This is from the Norman Tebbit “but if we allow gay marriage what courtesy title should we bestow upon the gay spouse of a Lord?” school of argument. The fact that reforming the Lords to add democratic legitimacy would entail extra work and the answering of some additional questions is hardly a reason not to proceed. Of course we need to properly define the relationship between the two chambers of Parliament as part of the reform process, that goes without saying.

Will the new UK Supreme Court be involved? I don’t know, but sure, let’s discuss that. Will we need a written consitution? Absolutely! Lord Kakkar says this as though it would be a bad thing and another legitimate reason to avoid reforming the Lords, but I have been clamouring for a consitutional convention and a written British Constitution for years, I think it would spur much-needed discussions about the role and size of government, and its relationship with the people. And again, this worry about the primacy of the Commons. Why is this essential to maintain? I do wish an opponent of Lords reform would take the next step and explain why the Commons should remain dominant in our system, rather than just stating it as though it is commonly-held and irrefutable fact.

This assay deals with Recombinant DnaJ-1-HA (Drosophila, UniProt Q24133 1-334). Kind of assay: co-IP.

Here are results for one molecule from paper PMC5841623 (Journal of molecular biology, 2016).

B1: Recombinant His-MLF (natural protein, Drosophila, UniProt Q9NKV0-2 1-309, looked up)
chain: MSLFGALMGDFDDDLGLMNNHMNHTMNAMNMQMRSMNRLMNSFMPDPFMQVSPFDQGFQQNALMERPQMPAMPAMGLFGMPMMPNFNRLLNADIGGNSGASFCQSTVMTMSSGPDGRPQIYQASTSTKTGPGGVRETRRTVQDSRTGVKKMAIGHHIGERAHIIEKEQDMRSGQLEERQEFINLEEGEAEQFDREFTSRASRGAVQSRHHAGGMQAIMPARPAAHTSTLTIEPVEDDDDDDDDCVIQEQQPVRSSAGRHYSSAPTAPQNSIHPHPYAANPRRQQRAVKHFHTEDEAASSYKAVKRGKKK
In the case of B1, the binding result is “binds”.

But perhaps the proponents of an elected second chamber believe their reforms will make a qualitative difference to the kind of people who sit there. If they did, they would surely be worth considering. But what sort of senatorial candidates are likely to come forward? Will we see many social workers, historians, scientists, charity administrators, campaigners or academics? Or is it more likely that the Senate will be seen as an attractive option for those party politicians unable to secure election elsewhere?

I would rather have a democratically elected House of Lords full of conniving fools and morons than an undemocratically composed House of Lords full of people who did favours for former Prime Ministers, and a bunch of bishops from the Church of England. Just my two cents.

The role of the Lords, whatever its membership, should be to share the increasing burden of scrutinising and improving the torrent of British and European legislation that comes forward; to bring to bear experience, expertise and independence of spirit in advising and counselling the Commons; and ultimately and always to bow to its primacy.

Why?

So in short, that’s it. I’m still casting around the internet looking for an opponent of House of Lords reform who can actually take the next step and answer some of these questions. Why must the Commons retain primacy? Why would a written Consitution, even a limited one that just defines the relationship between the chambers of Parliament, the devolved assemblies and the Supreme Court be such a bad idea? Why are single terms of a long timespan worse than neverending terms of five year intervals?

As yet I have seen no compelling answers to these questions from those who want to preserve the status quo, and so on this issue I am squarely behind Nick Clegg and the Liberal Democrats.